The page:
Books, Free Fiction, Overworld, Serial, Writing

Rift Riders: Chapter 2, Part 2


First time reading? Find out more about the Wingborn series!

~ Previous Chapter ~

Nice and early this morning. Getting in before I go off in search of more standing stones – which I hope won’t be blocked by frisky giant cows this time! (They had calves, there was nothing to hide behind, some were friendly, others were… not. Wasn’t worth the risk.)

Anyway… Onto the important things, with one important question:

Where is Stirla leading them?

23rd Sun

“THIS IS NOT what I expected.”

Mhysra looked up from watching the heels of the person in front, having been following blindly while thinking over her farewell to Cumulo that morning. Still sulking, he’d ignored her until she had to leave, then engulfed her under one wing before shoving her away. Silly bird.

Shaking her head, she shifted the heavy pack on her shoulders and trudged along the uneven tunnel. It was wide enough for four people to walk abreast, though they marched in pairs, the way winding up and down and side to side, without any clue as to where it was heading. Lieutenant Stirla liked being secretive.

“Are you listening?”

Mhysra blinked at Corin beside her. “Sorry. Thinking.”

“We could tell,” Silveo said, turning to walk backwards, his heels no longer available for Mhysra to follow. “It looked painful.” He winked. “What did you expect, Corin?”

“To fly,” she said, which considering the remoteness of Aquila made sense.

“Even without the miryhls?” Jaymes asked, walking beside Silveo, his red hair looking purple in the lamp light. The small, rough cut crystals emitted a strong blue glow for almost twenty strides and Mhysra had never seen their like before. They flickered into life when someone approached and pulsed in a slow, steady rhythm until the last person passed, then faded into darkness again. Dragon-made, Lieutenant Fleik said. A gift on the founding of Aquila.

“Gods, can you imagine us leaving on miryhls?” Silveo chuckled. “A quarter would fall off before we got two bells out.” He shook his head, silvery hair glowing blue. “You’d all be fine, no doubt, but I assure you I am not ready to die yet.”

“Maybe you should practise more,” Mhysra teased.

“I will when you start getting top marks in arithmetic,” Silveo challenged, ducking as his head brushed the ceiling.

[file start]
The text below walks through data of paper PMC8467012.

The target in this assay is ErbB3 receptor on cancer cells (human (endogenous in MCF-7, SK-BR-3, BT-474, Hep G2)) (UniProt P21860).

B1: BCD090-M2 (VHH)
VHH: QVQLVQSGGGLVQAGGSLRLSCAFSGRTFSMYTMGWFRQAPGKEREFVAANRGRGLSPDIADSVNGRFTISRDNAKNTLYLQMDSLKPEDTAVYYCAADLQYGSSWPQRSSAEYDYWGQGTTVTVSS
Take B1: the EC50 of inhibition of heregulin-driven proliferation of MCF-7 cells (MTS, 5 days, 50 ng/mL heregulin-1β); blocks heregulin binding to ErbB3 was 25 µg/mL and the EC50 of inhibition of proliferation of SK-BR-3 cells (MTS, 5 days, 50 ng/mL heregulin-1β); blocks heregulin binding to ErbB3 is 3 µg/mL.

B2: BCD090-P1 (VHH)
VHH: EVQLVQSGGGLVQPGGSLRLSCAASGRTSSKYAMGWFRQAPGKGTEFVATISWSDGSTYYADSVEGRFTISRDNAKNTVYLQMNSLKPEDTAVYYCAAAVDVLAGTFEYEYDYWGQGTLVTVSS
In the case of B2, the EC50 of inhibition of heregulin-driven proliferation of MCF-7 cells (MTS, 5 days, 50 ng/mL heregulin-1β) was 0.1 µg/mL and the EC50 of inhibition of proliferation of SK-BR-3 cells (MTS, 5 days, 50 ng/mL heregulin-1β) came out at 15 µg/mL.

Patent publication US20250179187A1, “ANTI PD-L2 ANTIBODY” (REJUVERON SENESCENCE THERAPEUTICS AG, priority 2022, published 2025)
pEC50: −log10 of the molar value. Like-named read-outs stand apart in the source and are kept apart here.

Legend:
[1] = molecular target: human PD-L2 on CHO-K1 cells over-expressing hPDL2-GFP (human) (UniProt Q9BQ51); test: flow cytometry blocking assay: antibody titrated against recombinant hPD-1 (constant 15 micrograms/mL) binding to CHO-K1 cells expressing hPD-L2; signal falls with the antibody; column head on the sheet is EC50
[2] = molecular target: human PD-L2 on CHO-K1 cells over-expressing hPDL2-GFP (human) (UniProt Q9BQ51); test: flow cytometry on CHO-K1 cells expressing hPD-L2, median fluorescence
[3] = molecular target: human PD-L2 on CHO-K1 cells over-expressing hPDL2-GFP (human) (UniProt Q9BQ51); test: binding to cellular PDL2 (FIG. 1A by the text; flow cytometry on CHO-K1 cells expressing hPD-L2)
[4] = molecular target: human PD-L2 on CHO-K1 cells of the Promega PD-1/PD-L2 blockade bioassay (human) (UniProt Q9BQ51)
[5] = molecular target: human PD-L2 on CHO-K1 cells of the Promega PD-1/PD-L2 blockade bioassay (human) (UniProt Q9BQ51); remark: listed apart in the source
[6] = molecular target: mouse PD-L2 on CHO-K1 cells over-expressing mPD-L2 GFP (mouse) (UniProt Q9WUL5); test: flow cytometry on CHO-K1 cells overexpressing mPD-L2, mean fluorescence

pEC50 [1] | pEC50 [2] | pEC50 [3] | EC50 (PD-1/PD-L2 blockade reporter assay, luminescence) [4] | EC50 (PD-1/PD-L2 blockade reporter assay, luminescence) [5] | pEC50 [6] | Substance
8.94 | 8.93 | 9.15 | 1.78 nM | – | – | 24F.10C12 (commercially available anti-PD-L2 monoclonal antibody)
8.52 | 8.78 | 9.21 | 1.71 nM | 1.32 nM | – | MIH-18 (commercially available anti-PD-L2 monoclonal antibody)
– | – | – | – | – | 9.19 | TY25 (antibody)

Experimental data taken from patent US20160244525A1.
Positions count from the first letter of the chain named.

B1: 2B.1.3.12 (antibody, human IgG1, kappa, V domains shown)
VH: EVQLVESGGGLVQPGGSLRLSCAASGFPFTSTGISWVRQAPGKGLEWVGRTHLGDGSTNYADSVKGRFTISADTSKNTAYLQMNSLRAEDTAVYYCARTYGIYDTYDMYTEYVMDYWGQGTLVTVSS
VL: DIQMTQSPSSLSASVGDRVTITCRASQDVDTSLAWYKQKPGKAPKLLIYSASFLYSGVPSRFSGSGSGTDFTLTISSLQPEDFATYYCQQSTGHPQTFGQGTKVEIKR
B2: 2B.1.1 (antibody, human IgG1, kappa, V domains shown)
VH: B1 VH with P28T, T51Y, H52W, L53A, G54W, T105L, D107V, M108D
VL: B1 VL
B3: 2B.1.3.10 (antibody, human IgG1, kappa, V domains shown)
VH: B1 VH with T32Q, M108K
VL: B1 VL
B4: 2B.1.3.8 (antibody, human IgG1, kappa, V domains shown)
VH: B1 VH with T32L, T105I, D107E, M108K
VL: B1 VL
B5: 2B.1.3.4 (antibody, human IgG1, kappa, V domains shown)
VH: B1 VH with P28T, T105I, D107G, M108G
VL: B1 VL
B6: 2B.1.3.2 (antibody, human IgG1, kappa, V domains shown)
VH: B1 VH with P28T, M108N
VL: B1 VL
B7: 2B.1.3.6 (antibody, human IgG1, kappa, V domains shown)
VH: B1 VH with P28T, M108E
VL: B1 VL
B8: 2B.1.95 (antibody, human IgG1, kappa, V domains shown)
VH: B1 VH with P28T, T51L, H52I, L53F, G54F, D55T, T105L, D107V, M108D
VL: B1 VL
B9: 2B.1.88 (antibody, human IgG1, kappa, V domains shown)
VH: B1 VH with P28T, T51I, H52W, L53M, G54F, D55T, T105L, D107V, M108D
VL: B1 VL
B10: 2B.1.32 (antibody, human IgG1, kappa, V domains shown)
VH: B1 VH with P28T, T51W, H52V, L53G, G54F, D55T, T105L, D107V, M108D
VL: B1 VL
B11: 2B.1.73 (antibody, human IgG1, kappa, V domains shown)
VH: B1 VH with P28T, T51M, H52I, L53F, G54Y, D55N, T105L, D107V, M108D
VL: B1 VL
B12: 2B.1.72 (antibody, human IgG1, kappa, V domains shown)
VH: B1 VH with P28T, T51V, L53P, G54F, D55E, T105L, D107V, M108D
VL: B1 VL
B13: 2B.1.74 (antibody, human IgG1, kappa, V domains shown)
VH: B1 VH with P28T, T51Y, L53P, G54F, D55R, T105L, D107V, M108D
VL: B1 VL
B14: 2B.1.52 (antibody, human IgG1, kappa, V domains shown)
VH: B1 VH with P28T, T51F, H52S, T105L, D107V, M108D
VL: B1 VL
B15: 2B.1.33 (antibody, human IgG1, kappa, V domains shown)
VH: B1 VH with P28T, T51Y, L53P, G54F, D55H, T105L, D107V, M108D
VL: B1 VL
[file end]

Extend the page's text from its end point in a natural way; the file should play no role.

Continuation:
“That’s asking for a miracle,” Dhori murmured from behind, his grey eyes an eerie violet in the glow.

“So is Silveo flying long distance,” Jaymes quipped, sidestepping his friend’s arm punch.

“Children, please,” Corin scolded, and tripped on a loose stone. “This place is unsafe.”

“We’re in the Riders,” Mhysra said. “Why should we be safe?”

“Yes, acclimatisation with danger is of vital importance.” Silveo shrugged at their raised eyebrows. “It is.”

“Anyway,” Corin said, trying to regain control of the conversation. “I expected us to go somewhere by skyship, not end up in a tunnel.”

“Why not?” Dhori asked. “The mountain is riddled with passages. We go down into the caverns every day to bathe.”

“But still,” Corin protested. “Do we know where this tunnel is leading? And aside from the caverns have any of you ever gone inside the mountain?”

“No.” Mhysra wrinkled her nose, shivering in the steady draft that grew cooler the deeper they went. “But there’s probably a good reason for that.”

“Which we’re about to find out. Hopefully. Soon.” Derrain had been trudging quietly alongside Dhori and was behaving far from his usual self. His dark skin looked waxy and he was clearly sweating.

“Are you all right, Derry?” Mhysra asked.

He took a shuddering breath and dragged up a smile. “Fine.”

“He’ll be all right,” Dhori assured her, and she frowned. Derrain was her best friend; if he needed looking after it was her job. She hadn’t known he was unnerved by small spaces. He was fine in the caverns.

She looked at Derrain again, but he was too busy watching where he was going to meet her eyes. “We’ll be out soon,” she murmured.

He nodded tightly without looking up. Since none of them knew where they were going, there was no possible way she could have known such a thing for sure.

“He’ll be all right,” Dhori repeated firmly. It was strangely comforting.

“Good,” she murmured, facing forwards again. Corin and Silveo were still bickering about why they were walking through the mountain. She rolled her eyes and shared a rueful glance with Jaymes. It was never easy being the quiet friend to talkative people.

Dripping water sounded up ahead, loud enough to be heard over forty-odd pairs of feet, as the tunnel curved down and around to the left. Derrain groaned and Dhori whispered to him. Mhysra couldn’t make out the words, but his voice was soothing, matching the tread of feet, the pulse of the lanterns and the splash of water as the path sloped steeply downwards.

“I hope we don’t have to climb out of here,” Corin grumbled, and Derrain cursed.

“Careful, students!” Sergeant Loyek called from somewhere up front.

“Watch your step!” Lieutenant Stirla passed on from the middle.

At the back of the group, Sergeant Rees grumbled something that was too far away to be decipherable. Which suited Mhysra just fine. Her brief smile vanished when she put her foot in a puddle. Her yelp was drowned out by a shriek further forward, followed by more shouts and yips to the rear.

“That’s cold!” Corin squeaked on finding a puddle of her own.

“Better watch your step then,” Stirla chuckled, keeping Mouse company a short way ahead. “We did warn you.”

“He didn’t say anything about freezing cold water, though,” Corin grumbled.

Mhysra hummed consolingly, grimacing as her boot squelched with every other step.